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Koala Bare

Koala Bare

Koala Bare

 

 

 

 

 

 

 

 

 

Koala Bare

Jackie French

Matt Shanks

HarperCollins, 2017

32pp., hbk., RRP $A24.99

9781460751619

If there is anything more than an Australian who hates hearing koalas being labelled “bears”, it is the koalas themselves. 

I may be furry, fat and square-

but I am definitely not a bear!

In this joyful romp in rhyme Koala points out to the little bird trying to stick a “bear” label on his toe why he is not a teddy, a grizzly, a panda, a polar bear, or any other sort of bear – not even one from Goldilocks. 

Who wants blue or yellow fur?

Grey is the colour I prefer!

he says in absolute disdain of teddies and as for wearing trousers!! Teddy bears may feel superior, but not when faced with my posterior!

Jackie French is a most gifted and versatile author, writing for and entertaining older readers with the fabulous Matilda saga ; the newly independents with her Secret History series; history buffs with her family’s story about Horace and of course the very young with the tales about her resident wombat and echidna.  And now she has again drawn on the wonderful wildlife of her idyllic bush home to entertain and educate about koalas!  For me, one of the most appealing aspects of Jackie’s writing apart from telling a ripper yarn which has to be paramount, is her ability to teach as she tells so the reader finishes the book so much richer for having read it. 

But there is also a strong message that we are each unique and as individuals we shouldn’t be stereotyped or taken for what we are not.  As a natural redhead I’ve been plagued with assumptions that I have a fiery temper when really I’m quite placid and reasonable, and if I fire up it’s the issue at hand and nothing to do with my hair colour.  Everywhere we turn these days people are being labelled based on what they look like not who they are and this is a great story to start young readers thinking about the value of the individual rather than judging by how they are dressed or the colour of their skin.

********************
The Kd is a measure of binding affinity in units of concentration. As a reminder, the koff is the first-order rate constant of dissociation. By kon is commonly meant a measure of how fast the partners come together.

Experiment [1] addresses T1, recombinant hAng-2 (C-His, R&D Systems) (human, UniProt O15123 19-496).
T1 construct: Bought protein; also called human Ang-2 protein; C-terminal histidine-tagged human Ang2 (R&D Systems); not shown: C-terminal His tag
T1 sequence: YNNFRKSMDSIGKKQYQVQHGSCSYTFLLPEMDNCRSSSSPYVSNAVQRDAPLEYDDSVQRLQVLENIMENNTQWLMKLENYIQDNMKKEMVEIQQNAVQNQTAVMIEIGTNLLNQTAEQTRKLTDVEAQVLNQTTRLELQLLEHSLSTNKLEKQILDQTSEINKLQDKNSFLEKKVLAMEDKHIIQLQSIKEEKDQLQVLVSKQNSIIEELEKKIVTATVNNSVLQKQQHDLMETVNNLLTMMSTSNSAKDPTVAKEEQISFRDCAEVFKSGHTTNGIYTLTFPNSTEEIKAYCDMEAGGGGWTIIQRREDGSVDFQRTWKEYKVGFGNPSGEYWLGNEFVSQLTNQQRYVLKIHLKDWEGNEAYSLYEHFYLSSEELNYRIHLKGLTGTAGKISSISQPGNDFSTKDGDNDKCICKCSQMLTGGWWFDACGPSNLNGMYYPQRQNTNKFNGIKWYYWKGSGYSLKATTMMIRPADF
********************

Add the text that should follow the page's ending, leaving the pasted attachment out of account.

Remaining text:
Matt Shanks has emphasised the gentle but firm thread of this story with his soft lines and light palette using watercolours.  Even the cover is soft to touch.   The addition of the scholarly cockatoo taking notes on each page is masterful.  Little ones will enjoy looking for him while others might predict what he has learned and recorded from each experience. There’s an opportunity to summarise right there – informal, in context and purposeful!

Apart from being a must-have addition to the library’s collection, this is the perfect gift for any little ones but particularly those who live overseas.  Maybe it will help dispel the belief that koalas are bears and save the grating on the ears from all those who know they are NOT!

Teaching notes are available but whether the little ones for whom this is intended need to know the technicalities of ‘onset and rime’ baffles me.  This is where schools stomp on the joy and wonder of reading – they have to teach a curriculum that focuses on deconstructing text rather than constructing imagination and wonderment! Shame, ACARA, shame!

 

Aussie Legends Alphabet

Aussie Legends Alphabet

Aussie Legends Alphabet

 

 

 

 

 

 

 

Aussie Legends Alphabet

Beck Feiner

ABC Books, 2017

56pp., hbk., RRP $A24.99

9780733338946

A is for Adam Goodes . An Aussie Rules superstar who fought hard for his footy team and even harder for his people.

B is for Bob Hawke. A lovable larrikin who helped make Australia fair dinkum.

And so it continues throughout the alphabet with a well-known person personifying each letter, introducing young readers to some of Australia’s more colourful characters and perhaps inspiring them to find out more about those who interest them.